Is is okay to let your kids swear?

A couple of days ago my daughter was working on an art project when she dropped a plate full of sand and glitter onto our rug. She froze for a minute and then looked at me and let out the most adorable and innocent “fuck”. My husband tries so hard not to react when she blurts out a swear word, but I can’t help but laugh. How could I ever be mad about the mess she made after that?

I honestly don’t intervene when my daughter swears. I know she gets it from me. I just think in the grand scheme of things it’s really not a big deal.

My dad really doesn’t like it. I laugh and he tells me it won’t be funny when she gets in trouble at school.

Do kids still get in trouble for swearing at school? I mean, maybe if it was every other word. But for an occasional exclamation? Schools around here do active shooter drills on a regular basis so I would think they would have bigger fish to fry.

I always assumed that keeping your language clean was a WASP thing. Is it different in other areas?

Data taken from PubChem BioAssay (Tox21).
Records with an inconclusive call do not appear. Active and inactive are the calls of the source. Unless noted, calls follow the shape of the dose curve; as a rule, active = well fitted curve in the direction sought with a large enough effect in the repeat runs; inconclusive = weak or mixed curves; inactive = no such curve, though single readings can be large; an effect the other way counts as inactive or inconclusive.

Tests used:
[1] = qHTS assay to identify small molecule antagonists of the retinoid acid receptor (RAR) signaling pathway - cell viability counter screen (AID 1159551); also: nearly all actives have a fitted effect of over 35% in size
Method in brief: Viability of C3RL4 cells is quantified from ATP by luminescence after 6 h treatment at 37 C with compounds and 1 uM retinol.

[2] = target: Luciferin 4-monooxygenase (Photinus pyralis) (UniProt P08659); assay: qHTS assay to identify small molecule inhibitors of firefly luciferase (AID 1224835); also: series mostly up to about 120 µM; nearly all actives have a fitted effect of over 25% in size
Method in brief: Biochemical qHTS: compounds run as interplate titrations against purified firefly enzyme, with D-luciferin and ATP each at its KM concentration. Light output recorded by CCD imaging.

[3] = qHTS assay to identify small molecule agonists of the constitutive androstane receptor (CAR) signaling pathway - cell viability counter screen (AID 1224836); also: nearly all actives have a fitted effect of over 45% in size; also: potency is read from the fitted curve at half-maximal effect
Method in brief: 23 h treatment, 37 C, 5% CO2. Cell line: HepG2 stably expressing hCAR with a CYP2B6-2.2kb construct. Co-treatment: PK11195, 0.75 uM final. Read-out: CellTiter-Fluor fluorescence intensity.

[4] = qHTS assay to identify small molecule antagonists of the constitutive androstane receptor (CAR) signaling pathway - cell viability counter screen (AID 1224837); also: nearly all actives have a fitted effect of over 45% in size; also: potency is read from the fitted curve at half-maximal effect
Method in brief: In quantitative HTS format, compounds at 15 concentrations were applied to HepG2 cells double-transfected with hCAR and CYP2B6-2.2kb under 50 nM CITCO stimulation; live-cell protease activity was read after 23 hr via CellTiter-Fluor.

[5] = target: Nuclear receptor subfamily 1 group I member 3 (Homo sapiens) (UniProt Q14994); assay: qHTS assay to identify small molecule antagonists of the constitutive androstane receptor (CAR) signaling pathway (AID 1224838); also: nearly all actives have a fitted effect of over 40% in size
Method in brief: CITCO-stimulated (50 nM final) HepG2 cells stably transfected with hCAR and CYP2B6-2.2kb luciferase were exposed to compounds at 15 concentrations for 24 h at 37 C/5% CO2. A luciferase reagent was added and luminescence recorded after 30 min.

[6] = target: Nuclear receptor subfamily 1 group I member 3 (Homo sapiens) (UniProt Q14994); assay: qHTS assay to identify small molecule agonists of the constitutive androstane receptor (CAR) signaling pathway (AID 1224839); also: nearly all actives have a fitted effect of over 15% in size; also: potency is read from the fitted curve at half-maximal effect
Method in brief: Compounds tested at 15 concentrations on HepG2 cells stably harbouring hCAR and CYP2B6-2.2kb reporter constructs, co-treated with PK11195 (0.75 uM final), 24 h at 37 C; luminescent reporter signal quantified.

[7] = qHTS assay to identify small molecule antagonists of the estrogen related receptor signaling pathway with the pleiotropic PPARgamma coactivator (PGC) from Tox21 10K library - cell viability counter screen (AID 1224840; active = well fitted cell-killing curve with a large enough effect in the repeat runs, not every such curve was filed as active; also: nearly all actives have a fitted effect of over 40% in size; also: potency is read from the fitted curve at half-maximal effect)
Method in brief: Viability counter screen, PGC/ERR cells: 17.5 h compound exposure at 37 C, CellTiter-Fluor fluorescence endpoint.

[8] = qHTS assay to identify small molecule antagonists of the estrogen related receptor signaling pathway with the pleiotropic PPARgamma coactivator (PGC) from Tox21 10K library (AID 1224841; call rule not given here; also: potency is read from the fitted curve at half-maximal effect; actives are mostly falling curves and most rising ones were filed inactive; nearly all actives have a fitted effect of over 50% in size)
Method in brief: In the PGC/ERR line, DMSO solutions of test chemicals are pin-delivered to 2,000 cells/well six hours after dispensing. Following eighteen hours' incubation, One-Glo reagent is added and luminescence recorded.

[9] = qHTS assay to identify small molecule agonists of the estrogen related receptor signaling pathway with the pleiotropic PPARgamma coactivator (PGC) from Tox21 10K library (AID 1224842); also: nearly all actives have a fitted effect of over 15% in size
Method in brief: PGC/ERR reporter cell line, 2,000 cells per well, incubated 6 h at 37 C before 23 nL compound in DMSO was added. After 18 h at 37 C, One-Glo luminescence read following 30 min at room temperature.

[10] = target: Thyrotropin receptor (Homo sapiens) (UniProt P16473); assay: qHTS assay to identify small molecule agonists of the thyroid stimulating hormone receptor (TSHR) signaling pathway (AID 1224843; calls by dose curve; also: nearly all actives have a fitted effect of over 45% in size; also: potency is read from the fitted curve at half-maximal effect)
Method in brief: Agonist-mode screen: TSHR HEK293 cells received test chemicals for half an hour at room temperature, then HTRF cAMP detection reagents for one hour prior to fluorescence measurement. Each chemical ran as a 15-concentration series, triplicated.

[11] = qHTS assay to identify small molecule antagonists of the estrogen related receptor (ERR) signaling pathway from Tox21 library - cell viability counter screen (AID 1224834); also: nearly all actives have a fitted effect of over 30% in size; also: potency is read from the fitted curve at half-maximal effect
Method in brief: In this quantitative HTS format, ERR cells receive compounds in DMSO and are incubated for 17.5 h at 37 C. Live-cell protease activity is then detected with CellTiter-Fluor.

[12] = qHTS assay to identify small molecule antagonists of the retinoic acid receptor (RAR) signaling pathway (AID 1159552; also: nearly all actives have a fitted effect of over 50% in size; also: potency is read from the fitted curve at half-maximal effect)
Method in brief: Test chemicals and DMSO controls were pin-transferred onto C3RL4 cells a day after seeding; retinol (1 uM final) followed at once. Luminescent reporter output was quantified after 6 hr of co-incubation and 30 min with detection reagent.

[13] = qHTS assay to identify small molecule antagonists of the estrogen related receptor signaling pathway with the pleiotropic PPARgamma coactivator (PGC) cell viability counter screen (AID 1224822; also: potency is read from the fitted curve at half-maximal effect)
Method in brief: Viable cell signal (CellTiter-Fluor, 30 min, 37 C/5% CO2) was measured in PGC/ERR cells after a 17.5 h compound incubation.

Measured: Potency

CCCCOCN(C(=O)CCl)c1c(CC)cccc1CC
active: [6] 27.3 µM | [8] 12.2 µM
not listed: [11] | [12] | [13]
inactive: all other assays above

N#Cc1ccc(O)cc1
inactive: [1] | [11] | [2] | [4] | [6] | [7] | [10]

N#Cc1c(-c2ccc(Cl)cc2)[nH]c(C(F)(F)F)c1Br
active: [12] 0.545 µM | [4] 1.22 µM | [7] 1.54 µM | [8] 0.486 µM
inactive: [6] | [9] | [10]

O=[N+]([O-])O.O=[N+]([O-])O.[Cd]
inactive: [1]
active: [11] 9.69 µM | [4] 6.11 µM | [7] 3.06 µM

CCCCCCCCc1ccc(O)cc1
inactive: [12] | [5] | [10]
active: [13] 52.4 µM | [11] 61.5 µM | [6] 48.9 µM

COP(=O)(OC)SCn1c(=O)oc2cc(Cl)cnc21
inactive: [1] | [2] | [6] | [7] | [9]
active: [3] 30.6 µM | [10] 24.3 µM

How do you feel? Is it a big deal if your kid swears?


  1. sonofrojblake says

    Re: WASP –

    Re: swearing – here’s what I’ve told my friends’ kids, and what I’ll be telling my kids: context is everything, and there’s a proven scientific reason to keep it to a minimum. Learning when not to is really important, and easier if you don’t do it much anyway. And if you do keep a lid on it, it works. As in, if you hit your thumb with a hammer, saying “fuck” reduces the pain… BUT it only works for people who don’t usually swear. Sounds crazy.

  2. mikey says

    Neighbor to the north, here, (Detroit)… I’m no prude, but when my kids were small, they would’ve got in trouble at school for cursing, scandalized the grandmas, etc, so in response to the inevitable “But YOU swear, Dad!” I explained: